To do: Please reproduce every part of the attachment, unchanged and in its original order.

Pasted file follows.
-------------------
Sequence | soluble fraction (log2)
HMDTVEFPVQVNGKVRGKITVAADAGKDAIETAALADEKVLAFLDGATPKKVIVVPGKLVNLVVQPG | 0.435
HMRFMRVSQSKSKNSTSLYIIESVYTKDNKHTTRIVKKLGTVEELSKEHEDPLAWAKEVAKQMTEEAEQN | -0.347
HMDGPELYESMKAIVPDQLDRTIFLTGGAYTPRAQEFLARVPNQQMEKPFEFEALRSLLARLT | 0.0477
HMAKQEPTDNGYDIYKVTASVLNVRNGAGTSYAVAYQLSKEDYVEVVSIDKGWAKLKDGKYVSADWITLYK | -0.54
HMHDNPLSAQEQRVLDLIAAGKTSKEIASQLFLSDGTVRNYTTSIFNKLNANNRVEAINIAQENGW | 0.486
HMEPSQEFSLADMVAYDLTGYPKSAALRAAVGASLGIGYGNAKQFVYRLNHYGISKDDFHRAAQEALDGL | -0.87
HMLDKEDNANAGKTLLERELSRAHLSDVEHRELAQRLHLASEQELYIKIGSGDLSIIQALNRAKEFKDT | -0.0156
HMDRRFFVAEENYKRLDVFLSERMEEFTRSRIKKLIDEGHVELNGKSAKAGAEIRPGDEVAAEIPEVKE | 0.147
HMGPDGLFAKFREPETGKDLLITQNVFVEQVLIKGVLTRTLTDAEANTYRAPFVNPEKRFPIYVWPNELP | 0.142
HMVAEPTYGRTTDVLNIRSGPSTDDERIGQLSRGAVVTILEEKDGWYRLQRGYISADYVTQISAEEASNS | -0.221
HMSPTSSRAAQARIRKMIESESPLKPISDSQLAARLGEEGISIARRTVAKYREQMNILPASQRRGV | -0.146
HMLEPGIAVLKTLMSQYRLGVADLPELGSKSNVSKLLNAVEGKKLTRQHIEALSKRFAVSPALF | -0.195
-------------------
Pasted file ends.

Sequence | soluble fraction (log2)
HMDTVEFPVQVNGKVRGKITVAADAGKDAIETAALADEKVLAFLDGATPKKVIVVPGKLVNLVVQPG | 0.435
HMRFMRVSQSKSKNSTSLYIIESVYTKDNKHTTRIVKKLGTVEELSKEHEDPLAWAKEVAKQMTEEAEQN | -0.347
HMDGPELYESMKAIVPDQLDRTIFLTGGAYTPRAQEFLARVPNQQMEKPFEFEALRSLLARLT | 0.0477
HMAKQEPTDNGYDIYKVTASVLNVRNGAGTSYAVAYQLSKEDYVEVVSIDKGWAKLKDGKYVSADWITLYK | -0.54
HMHDNPLSAQEQRVLDLIAAGKTSKEIASQLFLSDGTVRNYTTSIFNKLNANNRVEAINIAQENGW | 0.486
HMEPSQEFSLADMVAYDLTGYPKSAALRAAVGASLGIGYGNAKQFVYRLNHYGISKDDFHRAAQEALDGL | -0.87
HMLDKEDNANAGKTLLERELSRAHLSDVEHRELAQRLHLASEQELYIKIGSGDLSIIQALNRAKEFKDT | -0.0156
HMDRRFFVAEENYKRLDVFLSERMEEFTRSRIKKLIDEGHVELNGKSAKAGAEIRPGDEVAAEIPEVKE | 0.147
HMGPDGLFAKFREPETGKDLLITQNVFVEQVLIKGVLTRTLTDAEANTYRAPFVNPEKRFPIYVWPNELP | 0.142
HMVAEPTYGRTTDVLNIRSGPSTDDERIGQLSRGAVVTILEEKDGWYRLQRGYISADYVTQISAEEASNS | -0.221
HMSPTSSRAAQARIRKMIESESPLKPISDSQLAARLGEEGISIARRTVAKYREQMNILPASQRRGV | -0.146
HMLEPGIAVLKTLMSQYRLGVADLPELGSKSNVSKLLNAVEGKKLTRQHIEALSKRFAVSPALF | -0.195